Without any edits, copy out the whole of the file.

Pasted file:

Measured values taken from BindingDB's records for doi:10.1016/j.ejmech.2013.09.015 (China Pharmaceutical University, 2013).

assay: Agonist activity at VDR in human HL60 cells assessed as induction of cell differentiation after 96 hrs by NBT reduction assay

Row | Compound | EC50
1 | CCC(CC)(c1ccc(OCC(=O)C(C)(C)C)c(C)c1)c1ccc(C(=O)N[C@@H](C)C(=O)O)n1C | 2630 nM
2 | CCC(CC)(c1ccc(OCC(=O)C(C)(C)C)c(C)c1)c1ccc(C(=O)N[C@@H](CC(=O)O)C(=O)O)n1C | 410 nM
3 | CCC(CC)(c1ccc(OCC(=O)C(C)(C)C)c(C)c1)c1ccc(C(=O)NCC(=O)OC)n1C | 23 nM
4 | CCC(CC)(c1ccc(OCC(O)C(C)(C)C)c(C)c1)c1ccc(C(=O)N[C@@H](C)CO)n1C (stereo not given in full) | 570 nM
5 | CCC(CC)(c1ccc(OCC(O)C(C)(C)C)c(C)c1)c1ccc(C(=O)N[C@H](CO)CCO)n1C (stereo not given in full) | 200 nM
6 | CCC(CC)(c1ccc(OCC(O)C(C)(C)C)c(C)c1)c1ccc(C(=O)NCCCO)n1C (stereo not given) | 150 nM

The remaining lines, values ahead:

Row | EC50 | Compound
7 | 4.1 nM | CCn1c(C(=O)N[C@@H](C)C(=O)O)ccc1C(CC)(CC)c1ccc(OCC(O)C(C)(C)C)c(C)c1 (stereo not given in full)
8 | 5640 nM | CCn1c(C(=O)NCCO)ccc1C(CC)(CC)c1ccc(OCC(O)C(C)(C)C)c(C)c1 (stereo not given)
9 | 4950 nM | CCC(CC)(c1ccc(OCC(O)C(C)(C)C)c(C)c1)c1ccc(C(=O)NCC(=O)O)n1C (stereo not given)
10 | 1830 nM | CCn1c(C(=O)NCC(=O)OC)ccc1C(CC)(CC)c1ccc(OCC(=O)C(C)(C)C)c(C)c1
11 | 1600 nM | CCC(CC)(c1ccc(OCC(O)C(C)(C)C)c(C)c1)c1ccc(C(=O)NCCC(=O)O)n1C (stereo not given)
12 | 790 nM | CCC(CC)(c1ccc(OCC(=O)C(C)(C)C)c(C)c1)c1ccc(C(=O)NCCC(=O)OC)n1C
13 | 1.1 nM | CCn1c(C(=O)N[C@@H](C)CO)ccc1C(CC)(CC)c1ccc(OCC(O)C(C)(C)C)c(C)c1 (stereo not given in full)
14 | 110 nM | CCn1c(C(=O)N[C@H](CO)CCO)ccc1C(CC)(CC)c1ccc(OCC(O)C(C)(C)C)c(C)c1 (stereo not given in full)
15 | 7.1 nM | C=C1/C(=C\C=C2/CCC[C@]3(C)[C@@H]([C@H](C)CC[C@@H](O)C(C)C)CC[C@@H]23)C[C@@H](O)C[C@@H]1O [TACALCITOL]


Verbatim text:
Measured values taken from BindingDB's records for doi:10.1016/j.ejmech.2013.09.015 (China Pharmaceutical University, 2013).

assay: Agonist activity at VDR in human HL60 cells assessed as induction of cell differentiation after 96 hrs by NBT reduction assay

Row | Compound | EC50
1 | CCC(CC)(c1ccc(OCC(=O)C(C)(C)C)c(C)c1)c1ccc(C(=O)N[C@@H](C)C(=O)O)n1C | 2630 nM
2 | CCC(CC)(c1ccc(OCC(=O)C(C)(C)C)c(C)c1)c1ccc(C(=O)N[C@@H](CC(=O)O)C(=O)O)n1C | 410 nM
3 | CCC(CC)(c1ccc(OCC(=O)C(C)(C)C)c(C)c1)c1ccc(C(=O)NCC(=O)OC)n1C | 23 nM
4 | CCC(CC)(c1ccc(OCC(O)C(C)(C)C)c(C)c1)c1ccc(C(=O)N[C@@H](C)CO)n1C (stereo not given in full) | 570 nM
5 | CCC(CC)(c1ccc(OCC(O)C(C)(C)C)c(C)c1)c1ccc(C(=O)N[C@H](CO)CCO)n1C (stereo not given in full) | 200 nM
6 | CCC(CC)(c1ccc(OCC(O)C(C)(C)C)c(C)c1)c1ccc(C(=O)NCCCO)n1C (stereo not given) | 150 nM

The remaining lines, values ahead:

Row | EC50 | Compound
7 | 4.1 nM | CCn1c(C(=O)N[C@@H](C)C(=O)O)ccc1C(CC)(CC)c1ccc(OCC(O)C(C)(C)C)c(C)c1 (stereo not given in full)
8 | 5640 nM | CCn1c(C(=O)NCCO)ccc1C(CC)(CC)c1ccc(OCC(O)C(C)(C)C)c(C)c1 (stereo not given)
9 | 4950 nM | CCC(CC)(c1ccc(OCC(O)C(C)(C)C)c(C)c1)c1ccc(C(=O)NCC(=O)O)n1C (stereo not given)
10 | 1830 nM | CCn1c(C(=O)NCC(=O)OC)ccc1C(CC)(CC)c1ccc(OCC(=O)C(C)(C)C)c(C)c1
11 | 1600 nM | CCC(CC)(c1ccc(OCC(O)C(C)(C)C)c(C)c1)c1ccc(C(=O)NCCC(=O)O)n1C (stereo not given)
12 | 790 nM | CCC(CC)(c1ccc(OCC(=O)C(C)(C)C)c(C)c1)c1ccc(C(=O)NCCC(=O)OC)n1C
13 | 1.1 nM | CCn1c(C(=O)N[C@@H](C)CO)ccc1C(CC)(CC)c1ccc(OCC(O)C(C)(C)C)c(C)c1 (stereo not given in full)
14 | 110 nM | CCn1c(C(=O)N[C@H](CO)CCO)ccc1C(CC)(CC)c1ccc(OCC(O)C(C)(C)C)c(C)c1 (stereo not given in full)
15 | 7.1 nM | C=C1/C(=C\C=C2/CCC[C@]3(C)[C@@H]([C@H](C)CC[C@@H](O)C(C)C)CC[C@@H]23)C[C@@H](O)C[C@@H]1O [TACALCITOL]